X-Message-Number: 33100
From: "Jens Rabis" <>
Subject: AW: CryoNet #33098
Date: Sun, 5 Dec 2010 12:33:14 +0100

Hi cryonauten, hi ben

Xenon protects neurons from the toxicity of oxygen deficiency. One should
check whether Xenon is additional (!) suitable for artificial respiration
(stand-by-teams)? Priority for dead impact accumulation patients!? 

Keywords: Wolfgang Kox Xenon neuroprotection

Infos: http://www.freepatentsonline.com/6559190.html


Xenon schutzt Neuronen vor der Vergiftung bei Sauerstoffmangel. Man sollte
prufen ob Xenon zusatzlich(!) zur kunstlichen Beatmung ( Stand-by-Teams)
geeignet ist!? Prioritat tote Schlaganfallpatienten.

Infos: http://www.freepatentsonline.com/6559190.html

Stichworte: Wolfgang Kox Edelgas Xenon rettet Hirnzellen

Best greetings
Jens Rabis

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Auftrag von CryoNet
Gesendet: Sonntag, 5. Dezember 2010 11:00
Betreff: CryoNet #33098 - #33099

CryoNet - Sun 5 Dec 2010

    #33098: Re: could argon/xenon improve vitrification solutions? [benbest]
    #33099: parallel  histories  theory [Hal Tindale]

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Message #33098
Date: Sat, 04 Dec 2010 16:52:58 -0500
Subject: Re: could argon/xenon improve vitrification solutions?

   Sorry if I am always raining on your parade, Doug, but when I see
misconceptions in your postings I feel the need to set the record straight
if there is to be hope of progress.
I do greatly appreciate the interest you show in the possibility of
reversible cryopreservation and the research that you do toward this end.


All of the studies you cite except the xenon clathrate biostasis paper deal
with the subject of reducing ischemic damage by substituting noble gas for
oxygen. Despite the fact that a couple of these papers involve hypothermia,
this has no relevance to improving vitrification solutions.

    I also doubt that xenon clathrate cryostasis is of any benefit to
vitrification, although it could be of value in cryopreservation methods
classically associated with freezing. The debate still rages within the
cryobiology community as to whether freezing or vitrification is the best
method of cryopreservation. Many single-cell and small tissue specimens can
be successfully cryopreserved in liquid nitrogen using small amounts of
cryoprotectant that reduce the ice formation that occurs outside of cells.
The small amounts of ice formed can be tolerated in small tissue samples and
cell suspensions, and using only small amounts of cryoprotectant does not
involve much toxicity. Until less toxic cryoprotectants can be found, this
is the best approach for certain cell types. For more detail on classical
cryogenic cryopreservation using freezing, see


  These methods have no hope of ever being applicable to large organs. Those
ignorant of cryobiology often suggest that cells burst upon freezing because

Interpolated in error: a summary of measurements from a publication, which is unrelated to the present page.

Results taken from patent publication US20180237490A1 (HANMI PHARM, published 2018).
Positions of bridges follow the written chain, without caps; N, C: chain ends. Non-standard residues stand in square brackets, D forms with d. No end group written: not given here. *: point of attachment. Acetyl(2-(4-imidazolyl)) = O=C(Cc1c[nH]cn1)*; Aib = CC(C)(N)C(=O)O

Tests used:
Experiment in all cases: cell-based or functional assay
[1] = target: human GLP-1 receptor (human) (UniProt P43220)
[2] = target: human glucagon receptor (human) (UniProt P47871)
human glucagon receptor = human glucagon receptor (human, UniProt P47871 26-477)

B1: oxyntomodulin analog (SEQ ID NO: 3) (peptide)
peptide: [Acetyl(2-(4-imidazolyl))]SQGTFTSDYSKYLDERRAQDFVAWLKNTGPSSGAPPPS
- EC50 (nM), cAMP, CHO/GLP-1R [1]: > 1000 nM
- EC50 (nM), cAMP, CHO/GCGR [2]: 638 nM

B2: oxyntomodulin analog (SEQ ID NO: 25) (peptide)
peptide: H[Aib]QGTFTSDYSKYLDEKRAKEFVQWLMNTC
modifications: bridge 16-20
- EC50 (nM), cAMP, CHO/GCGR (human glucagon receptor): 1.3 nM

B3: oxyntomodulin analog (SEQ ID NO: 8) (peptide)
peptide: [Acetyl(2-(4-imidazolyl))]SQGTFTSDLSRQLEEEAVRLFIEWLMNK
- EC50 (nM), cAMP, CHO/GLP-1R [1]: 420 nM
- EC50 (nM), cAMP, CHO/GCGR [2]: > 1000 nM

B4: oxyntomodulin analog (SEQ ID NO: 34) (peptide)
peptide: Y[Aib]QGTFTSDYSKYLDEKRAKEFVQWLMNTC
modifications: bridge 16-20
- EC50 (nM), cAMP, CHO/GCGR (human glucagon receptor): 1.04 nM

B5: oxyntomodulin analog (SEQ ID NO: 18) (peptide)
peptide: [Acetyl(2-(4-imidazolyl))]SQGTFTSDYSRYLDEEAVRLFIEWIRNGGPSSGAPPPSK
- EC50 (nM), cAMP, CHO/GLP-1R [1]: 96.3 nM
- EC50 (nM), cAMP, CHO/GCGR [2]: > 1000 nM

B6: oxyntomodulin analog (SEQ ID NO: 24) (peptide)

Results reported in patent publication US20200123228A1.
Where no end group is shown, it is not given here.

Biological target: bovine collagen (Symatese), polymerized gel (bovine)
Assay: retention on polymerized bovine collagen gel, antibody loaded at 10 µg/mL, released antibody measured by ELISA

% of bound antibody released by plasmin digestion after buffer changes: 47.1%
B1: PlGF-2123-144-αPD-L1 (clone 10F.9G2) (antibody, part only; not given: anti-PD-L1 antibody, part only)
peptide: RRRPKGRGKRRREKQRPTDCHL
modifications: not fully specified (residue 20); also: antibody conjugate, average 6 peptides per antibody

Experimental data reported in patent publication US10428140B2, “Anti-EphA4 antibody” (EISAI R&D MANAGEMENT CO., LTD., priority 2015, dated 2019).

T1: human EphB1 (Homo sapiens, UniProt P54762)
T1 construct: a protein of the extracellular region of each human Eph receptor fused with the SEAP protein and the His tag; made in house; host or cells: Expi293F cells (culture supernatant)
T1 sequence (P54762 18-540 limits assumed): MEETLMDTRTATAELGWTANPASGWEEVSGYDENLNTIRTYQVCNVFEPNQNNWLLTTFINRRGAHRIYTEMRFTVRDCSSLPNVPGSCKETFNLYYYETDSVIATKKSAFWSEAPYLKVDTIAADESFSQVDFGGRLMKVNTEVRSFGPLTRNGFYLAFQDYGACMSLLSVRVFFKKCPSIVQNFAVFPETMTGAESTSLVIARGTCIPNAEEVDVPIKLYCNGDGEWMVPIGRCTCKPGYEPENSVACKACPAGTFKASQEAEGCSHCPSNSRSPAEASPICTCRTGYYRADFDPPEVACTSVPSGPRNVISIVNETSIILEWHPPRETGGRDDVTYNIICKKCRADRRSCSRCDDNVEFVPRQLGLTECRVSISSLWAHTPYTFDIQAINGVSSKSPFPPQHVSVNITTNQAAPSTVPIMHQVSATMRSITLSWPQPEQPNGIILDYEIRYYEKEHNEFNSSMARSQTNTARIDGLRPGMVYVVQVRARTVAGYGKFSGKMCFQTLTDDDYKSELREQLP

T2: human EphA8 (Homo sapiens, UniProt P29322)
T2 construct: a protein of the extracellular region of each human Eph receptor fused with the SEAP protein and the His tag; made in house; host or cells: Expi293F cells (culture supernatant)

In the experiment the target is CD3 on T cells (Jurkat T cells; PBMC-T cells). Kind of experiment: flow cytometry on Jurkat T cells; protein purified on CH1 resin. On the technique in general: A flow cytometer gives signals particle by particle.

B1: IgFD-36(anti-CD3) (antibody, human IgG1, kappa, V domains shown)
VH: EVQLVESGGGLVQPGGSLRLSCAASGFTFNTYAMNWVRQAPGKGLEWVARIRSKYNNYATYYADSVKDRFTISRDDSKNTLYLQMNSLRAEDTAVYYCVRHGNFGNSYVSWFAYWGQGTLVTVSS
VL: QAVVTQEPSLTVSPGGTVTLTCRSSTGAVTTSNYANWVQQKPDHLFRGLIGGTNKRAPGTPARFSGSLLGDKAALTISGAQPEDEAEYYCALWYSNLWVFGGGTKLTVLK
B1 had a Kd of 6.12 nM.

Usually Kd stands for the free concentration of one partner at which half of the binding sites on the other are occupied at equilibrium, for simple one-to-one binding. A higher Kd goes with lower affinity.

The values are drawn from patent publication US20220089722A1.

ice has 9% greater volume than water. That claim is false, because water
first freezes extracellularly, but it is nonetheless true that a 9% greater
volume of ice in the extracellular space will nonetheless mechanically crush
cells. Clathrate hydrates occupy a larger volume than ice, so any attempt to
form these clathrates in an organ would result in even greater mechanical
As I said in my analysis of clathrate hydrates: "The volume of a clathrate
is greater than that of hexagonal ice containing the same number of
molecules ? even excluding the guest molecule ... clathrate formation in
biological tissues is not an alternative to vitrification, and would
actually be expected to cause more damage than freezing."


Freezing techniques cannot complement vitrification, and neither can
clathrate formation. These techniques are mutually exclusive. I note that in
the xenon clathrate cryostasis paper you cite



that 100 psi (6.8 atmospheres) pressure is used. High pressure methods can
be used to reduce ice formation due to the 9% greater volume of ice over
water, but in this case high pressure is probably mostly to induce the xenon
to form the clathrate. It was once necessary to use 1,000 atmospheres of
pressure with VS4 vitrification solution (higher pressures were too
damaging), until the development of VS41A
(VS4 for 1 atmosphere) vitrification solution.

  The bottom line is that although xenon clathrates may be useful for
cryogenic temperature cryopreservation of cell suspensions and small tissue
samples, it cannot be applied to cryogenic organ cryopreservation or
cryonics. Reduction of cryoprotectant toxicity remains the number one
priority. There are methods that complement vitrification, such as ice
blockers and high pressures, but clathrate formation is not one of these

       -- Ben Best

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